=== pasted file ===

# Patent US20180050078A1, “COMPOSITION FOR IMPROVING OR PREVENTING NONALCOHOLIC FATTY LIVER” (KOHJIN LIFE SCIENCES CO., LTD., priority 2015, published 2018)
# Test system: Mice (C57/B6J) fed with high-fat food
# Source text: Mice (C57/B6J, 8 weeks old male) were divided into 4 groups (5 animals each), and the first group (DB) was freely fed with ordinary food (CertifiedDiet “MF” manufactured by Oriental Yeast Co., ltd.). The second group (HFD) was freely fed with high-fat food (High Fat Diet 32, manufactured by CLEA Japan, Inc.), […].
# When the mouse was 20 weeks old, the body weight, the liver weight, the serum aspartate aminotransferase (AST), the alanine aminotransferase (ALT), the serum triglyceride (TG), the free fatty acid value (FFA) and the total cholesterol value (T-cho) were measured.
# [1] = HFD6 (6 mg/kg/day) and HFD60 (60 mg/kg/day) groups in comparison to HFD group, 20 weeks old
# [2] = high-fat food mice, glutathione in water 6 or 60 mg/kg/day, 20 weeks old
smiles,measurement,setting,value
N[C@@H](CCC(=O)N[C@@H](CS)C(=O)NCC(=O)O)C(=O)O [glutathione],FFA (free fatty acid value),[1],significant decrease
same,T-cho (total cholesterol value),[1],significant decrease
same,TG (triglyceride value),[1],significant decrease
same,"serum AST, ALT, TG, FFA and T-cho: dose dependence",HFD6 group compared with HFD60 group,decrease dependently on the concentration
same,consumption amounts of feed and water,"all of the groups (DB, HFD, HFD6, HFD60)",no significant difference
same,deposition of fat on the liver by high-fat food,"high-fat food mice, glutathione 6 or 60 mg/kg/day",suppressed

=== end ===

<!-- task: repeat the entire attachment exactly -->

# Patent US20180050078A1, “COMPOSITION FOR IMPROVING OR PREVENTING NONALCOHOLIC FATTY LIVER” (KOHJIN LIFE SCIENCES CO., LTD., priority 2015, published 2018)
# Test system: Mice (C57/B6J) fed with high-fat food
# Source text: Mice (C57/B6J, 8 weeks old male) were divided into 4 groups (5 animals each), and the first group (DB) was freely fed with ordinary food (CertifiedDiet “MF” manufactured by Oriental Yeast Co., ltd.). The second group (HFD) was freely fed with high-fat food (High Fat Diet 32, manufactured by CLEA Japan, Inc.), […].
# When the mouse was 20 weeks old, the body weight, the liver weight, the serum aspartate aminotransferase (AST), the alanine aminotransferase (ALT), the serum triglyceride (TG), the free fatty acid value (FFA) and the total cholesterol value (T-cho) were measured.
# [1] = HFD6 (6 mg/kg/day) and HFD60 (60 mg/kg/day) groups in comparison to HFD group, 20 weeks old
# [2] = high-fat food mice, glutathione in water 6 or 60 mg/kg/day, 20 weeks old
smiles,measurement,setting,value
N[C@@H](CCC(=O)N[C@@H](CS)C(=O)NCC(=O)O)C(=O)O [glutathione],FFA (free fatty acid value),[1],significant decrease
same,T-cho (total cholesterol value),[1],significant decrease
same,TG (triglyceride value),[1],significant decrease
same,"serum AST, ALT, TG, FFA and T-cho: dose dependence",HFD6 group compared with HFD60 group,decrease dependently on the concentration
same,consumption amounts of feed and water,"all of the groups (DB, HFD, HFD6, HFD60)",no significant difference
same,deposition of fat on the liver by high-fat food,"high-fat food mice, glutathione 6 or 60 mg/kg/day",suppressed